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High Water Table - The best Solution - SPEEDECK Foundations

The best foundation solution for a high water table

What is a high water table? A high water table occurs when the level of groundwater rises to or near the surface, saturating the upper soil layers. This situation arises due to excessive water accumulation beneath the ground, often from heavy rainfall or water seeping down from higher elevations into the surrounding soil. Where do […]

In this article we’ll be discussing:

What is a high water table?

A high water table occurs when the level of groundwater rises to or near the surface, saturating the upper soil layers. This situation arises due to excessive water accumulation beneath the ground, often from heavy rainfall or water seeping down from higher elevations into the surrounding soil.

High Water Table - The best Solution - SPEEDECK Foundations

Where do you find a high water table?

High water tables are particularly common in low-lying areas with poor soil drainage. However, they can also happen in other regions, especially during periods of heavy rain or severe flooding. Recognising that a high water table is present is crucial to understanding its potential impacts on new development. By identifying the signs and causes, you can take preventative measures to protect your project from water-related issues.

How do you know if a high water table is present?

Your ground investigation should identify the groundwater level. Both boreholes and trial pits can be used to determine the depth of groundwater. However, in some cases, the true groundwater level will not be immediately apparent during the investigation. In high permeability soils such as sands and gravels, groundwater will fill an excavation quickly so may be easily visible. In lower permeability soils such as clays, this can take longer. However, water often has to be added to boreholes when drilling in sands and gravels, and this can mask the groundwater observations.

Longer-term monitoring in boreholes is the best way to understand the true groundwater level. This involves the installation of standpipes within completed boreholes which can then be inspected on return visits to the site to check the groundwater level, once it has had a chance to stabilise. Several return visits are ideally required to ensure that any potential variability is captured.
It is also important to consider that groundwater levels can fluctuate very greatly with the seasons, as heavy winter rainfall percolates into the soil.

Cross-section-sketch-of-a-typical-ground-water-flow-system-showing-high water table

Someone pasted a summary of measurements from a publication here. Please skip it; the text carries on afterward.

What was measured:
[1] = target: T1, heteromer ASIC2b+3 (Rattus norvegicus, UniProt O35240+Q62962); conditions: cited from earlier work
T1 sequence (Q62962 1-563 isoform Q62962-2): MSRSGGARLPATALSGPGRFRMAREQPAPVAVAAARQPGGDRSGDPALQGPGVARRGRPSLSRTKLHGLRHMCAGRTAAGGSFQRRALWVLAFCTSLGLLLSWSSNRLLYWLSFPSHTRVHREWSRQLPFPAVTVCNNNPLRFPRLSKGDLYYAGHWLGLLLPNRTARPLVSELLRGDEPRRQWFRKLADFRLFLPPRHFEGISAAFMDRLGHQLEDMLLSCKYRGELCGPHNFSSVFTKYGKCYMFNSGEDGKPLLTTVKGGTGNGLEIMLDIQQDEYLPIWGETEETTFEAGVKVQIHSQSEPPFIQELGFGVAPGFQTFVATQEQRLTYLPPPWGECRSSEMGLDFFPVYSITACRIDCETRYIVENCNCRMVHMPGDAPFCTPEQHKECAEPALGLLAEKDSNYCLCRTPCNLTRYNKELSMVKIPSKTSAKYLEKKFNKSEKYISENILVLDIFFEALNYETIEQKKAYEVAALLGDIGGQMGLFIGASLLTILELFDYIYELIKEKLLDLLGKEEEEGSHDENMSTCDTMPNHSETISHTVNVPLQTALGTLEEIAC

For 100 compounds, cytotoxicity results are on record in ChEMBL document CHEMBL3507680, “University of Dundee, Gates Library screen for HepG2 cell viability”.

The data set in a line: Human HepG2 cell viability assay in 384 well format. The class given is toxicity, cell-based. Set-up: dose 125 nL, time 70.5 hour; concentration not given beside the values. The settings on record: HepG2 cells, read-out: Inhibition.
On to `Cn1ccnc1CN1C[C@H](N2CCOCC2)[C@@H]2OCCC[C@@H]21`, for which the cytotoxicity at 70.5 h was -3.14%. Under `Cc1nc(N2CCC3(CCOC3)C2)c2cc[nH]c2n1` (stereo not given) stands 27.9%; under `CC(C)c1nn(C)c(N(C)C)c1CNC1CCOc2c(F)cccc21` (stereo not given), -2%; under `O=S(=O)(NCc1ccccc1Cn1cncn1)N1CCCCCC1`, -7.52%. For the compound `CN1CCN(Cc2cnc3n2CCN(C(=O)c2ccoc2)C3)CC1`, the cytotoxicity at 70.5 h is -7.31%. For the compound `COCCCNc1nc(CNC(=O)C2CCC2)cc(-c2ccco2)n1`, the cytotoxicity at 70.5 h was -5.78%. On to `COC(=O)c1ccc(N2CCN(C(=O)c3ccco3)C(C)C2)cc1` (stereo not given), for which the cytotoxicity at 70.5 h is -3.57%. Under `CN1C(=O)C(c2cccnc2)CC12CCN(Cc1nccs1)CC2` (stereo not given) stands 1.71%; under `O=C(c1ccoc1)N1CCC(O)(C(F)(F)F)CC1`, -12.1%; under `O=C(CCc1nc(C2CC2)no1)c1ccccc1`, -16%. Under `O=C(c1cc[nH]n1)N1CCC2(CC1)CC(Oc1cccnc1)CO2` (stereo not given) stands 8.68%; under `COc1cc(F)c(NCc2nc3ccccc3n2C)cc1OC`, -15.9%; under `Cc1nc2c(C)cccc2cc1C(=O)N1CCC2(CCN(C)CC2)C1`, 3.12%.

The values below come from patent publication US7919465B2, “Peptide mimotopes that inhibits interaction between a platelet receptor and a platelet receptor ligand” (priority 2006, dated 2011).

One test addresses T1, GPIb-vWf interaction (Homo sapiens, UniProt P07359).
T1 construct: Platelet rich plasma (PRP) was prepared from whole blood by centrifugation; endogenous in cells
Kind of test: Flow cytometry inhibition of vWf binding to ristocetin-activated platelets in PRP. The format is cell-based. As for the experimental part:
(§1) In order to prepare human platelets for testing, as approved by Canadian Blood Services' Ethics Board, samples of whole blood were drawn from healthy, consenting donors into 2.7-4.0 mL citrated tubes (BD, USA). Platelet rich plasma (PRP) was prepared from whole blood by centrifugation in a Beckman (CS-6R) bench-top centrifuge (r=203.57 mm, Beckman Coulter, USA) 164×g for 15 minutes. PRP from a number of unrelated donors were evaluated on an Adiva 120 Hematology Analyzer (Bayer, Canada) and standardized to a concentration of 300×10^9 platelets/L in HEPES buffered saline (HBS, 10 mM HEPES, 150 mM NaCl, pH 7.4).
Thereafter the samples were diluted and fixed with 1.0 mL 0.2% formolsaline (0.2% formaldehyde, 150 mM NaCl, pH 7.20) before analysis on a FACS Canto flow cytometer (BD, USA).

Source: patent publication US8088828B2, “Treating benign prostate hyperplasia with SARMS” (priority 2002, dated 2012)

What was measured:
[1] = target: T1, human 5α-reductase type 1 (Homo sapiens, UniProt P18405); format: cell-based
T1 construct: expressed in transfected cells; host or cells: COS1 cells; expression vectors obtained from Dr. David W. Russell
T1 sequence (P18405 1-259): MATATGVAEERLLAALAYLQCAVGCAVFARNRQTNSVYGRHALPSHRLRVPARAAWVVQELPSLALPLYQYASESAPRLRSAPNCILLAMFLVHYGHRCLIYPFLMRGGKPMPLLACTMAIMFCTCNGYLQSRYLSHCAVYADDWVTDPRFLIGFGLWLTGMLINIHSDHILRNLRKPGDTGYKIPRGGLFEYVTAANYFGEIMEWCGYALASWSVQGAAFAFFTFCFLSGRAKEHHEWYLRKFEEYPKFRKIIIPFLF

What is the best solution to deal with a high water table?

A piled raft foundation effectively addresses the challenges posed by a high water table, ensuring the stability and integrity of structures built on such sites. Here’s how it works:

No requirement for excavation

Many buildings, particularly houses, are built on shallow foundations. These typically involve concrete strips or pads, that are constructed by excavating below ground level and filling with concrete to form a stable foundation. If shallow groundwater is present, within the depth of the foundation excavation, this greatly complicates the construction. The excavations will fill with water and in some cases the flow of water into the excavation can destabilise the sides.

Foundation excavations on sites with shallow groundwater will therefore require de-watering by the use of pumping, and also possibly the use of shoring supports. These additional activities greatly increase the time and costs associated with shallow foundations. A piled raft foundation does not require excavation below ground level (other than a standard site strip, and any earthworks necessary to adjust levels as required for the development), removing all of these complications.

Minimised Settlement

In areas with high water tables, soil can often be softer and more prone to settlement. This is not always the case but can be an associated issue. Piles constructed deep into the ground bypass these softer layers, finding the structure on more stable strata. This reduces total and differential settlement and maintains the building’s structural integrity, even in waterlogged conditions.

Trial pit for high water table excavation

Trial pit for high water table

Utilising a Piled Raft foundation for a high water table

If a high water table is present, the use of Continuous Flight Auger (CFA) or driven piles are recommended, as both of these piling techniques are an effective solution for building on sites with high water tables. By removing the requirement for excavation below ground, significant time and cost savings can be achieved. A piled raft also offers a much more efficient foundation solution in soft ground, therefore this foundation type ensures the structure remains secure and stable, minimising the risks associated with high groundwater levels.

Saving you time and money on your construction projects.